A plaque remaining from the Big Apple Night Club at West 135th Street and Seventh Avenue in Harlem.

Above, a 1934 plaque from the Big Apple Night Club at West 135th Street and Seventh Avenue in Harlem. Discarded as trash in 2006.

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Entry from April 22, 2014
Sadomonetarism (sadomasochism + monetarism); Sadomonetarist

"Sadomonetarism” (sadomasochism + monetarism) is someone who believes in a monetary policy (such as a tight money supply) for its own sake, even if it causes with great economic pain. English author Malcolm Bradbury (1932-2000) wrote “From Robbins to Sado-Monetarism” in 1981 and in 1983 that the “age of Sado-Monetarism has begun.” Bradbury probably coined the term.  British Labour politician Denis Healey used the term “sado-monetarist” in September 1982. William Keegan used “sadomonetarism” in The Observer (UK) in December 1982.

American economist and New York (NY) Times columnist Paul Krugman popularized “sadomonetarist” and “sadomonetarism” in 2013 and 2014.

[This entry was prepared with research assistance from Ian Preston.]


Wikipedia: Monetarism
Monetarism is a school of economic thought that emphasizes the role of governments in controlling the amount of money in circulation. It is the view within monetary economics that variation in the money supply has major influences on national output in the short run and the price level over longer periods and that objectives of monetary policy are best met by targeting the growth rate of the money supply.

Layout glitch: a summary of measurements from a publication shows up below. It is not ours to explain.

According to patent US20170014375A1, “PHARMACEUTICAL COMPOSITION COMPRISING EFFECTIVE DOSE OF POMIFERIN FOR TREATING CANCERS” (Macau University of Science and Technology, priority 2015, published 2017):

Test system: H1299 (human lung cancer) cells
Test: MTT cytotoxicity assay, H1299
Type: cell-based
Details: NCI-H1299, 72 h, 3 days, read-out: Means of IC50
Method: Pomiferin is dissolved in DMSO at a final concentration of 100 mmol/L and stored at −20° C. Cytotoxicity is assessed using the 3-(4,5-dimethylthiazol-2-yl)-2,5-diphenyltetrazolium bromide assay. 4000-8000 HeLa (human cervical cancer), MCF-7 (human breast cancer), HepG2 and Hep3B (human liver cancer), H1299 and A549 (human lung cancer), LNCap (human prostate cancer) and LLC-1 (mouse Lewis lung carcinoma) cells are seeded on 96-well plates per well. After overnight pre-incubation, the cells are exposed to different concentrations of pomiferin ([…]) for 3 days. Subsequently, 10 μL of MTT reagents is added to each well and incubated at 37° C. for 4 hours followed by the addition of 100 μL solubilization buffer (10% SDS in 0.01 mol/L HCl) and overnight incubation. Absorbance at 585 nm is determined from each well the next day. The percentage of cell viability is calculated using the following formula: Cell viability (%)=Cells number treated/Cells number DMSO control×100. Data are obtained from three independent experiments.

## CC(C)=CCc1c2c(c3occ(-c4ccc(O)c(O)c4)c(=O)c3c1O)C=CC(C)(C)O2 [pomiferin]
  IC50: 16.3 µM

Monetarism today is mainly associated with the work of Milton Friedman, who was among the generation of economists to accept Keynesian economics and then criticize Keynes’ theory of gluts using fiscal policy (government spending). Friedman and Anna Schwartz wrote an influential book, A Monetary History of the United States, 1867–1960, and argued “inflation is always and everywhere a monetary phenomenon.”

Wikipedia: Sadomasochism
Sadomasochism is the giving or receiving of pleasure—often sexual—from acts involving the infliction or reception of pain or humiliation. A subset of BDSM, practitioners of sadomasochism usually seek out sexual gratification from these acts, but can also seek out other forms of personal pleasure. While the terms sadist and masochist specifically refer to one who either enjoys giving pain (sadist), or one who enjoys receiving pain (masochist), many practitioners of sadomasochism describe, as can be found with the enjoyment of the experience in other fields of personal gratification activity, can have a spectrum or an activity switch, from someone being 100% active to 100% passive (although there is some reasonable assumption that a passive participant can become very involved in a scene.

25 August 1981, Daily Telegraph (London):
“From Robbins to Sado-Monetarism” by Malcolm Bradbury

Google Books
The After Dinner Game:
Three Plays for Television

BY Malcolm Bradbury
London: Arrow
1982
Pg. 14:
And there was another reason for seizing the opportunity. The History Man left me with a kind of guilt about my treatment of the subject. It was a book about the way the traditional humanism of the universities had been, over the turn into the 1970s, attacked from within by a new post-humanist radicalism. What it didn’t tell was another story: the way that humanism was also being threatened from without, by something we are all now very familiar with, the new sado-monetarism.

4 September 1982, The Guardian (UK), “Healey’s apocalyptic warning of Western banking collapse” by Michael White, pg. 24: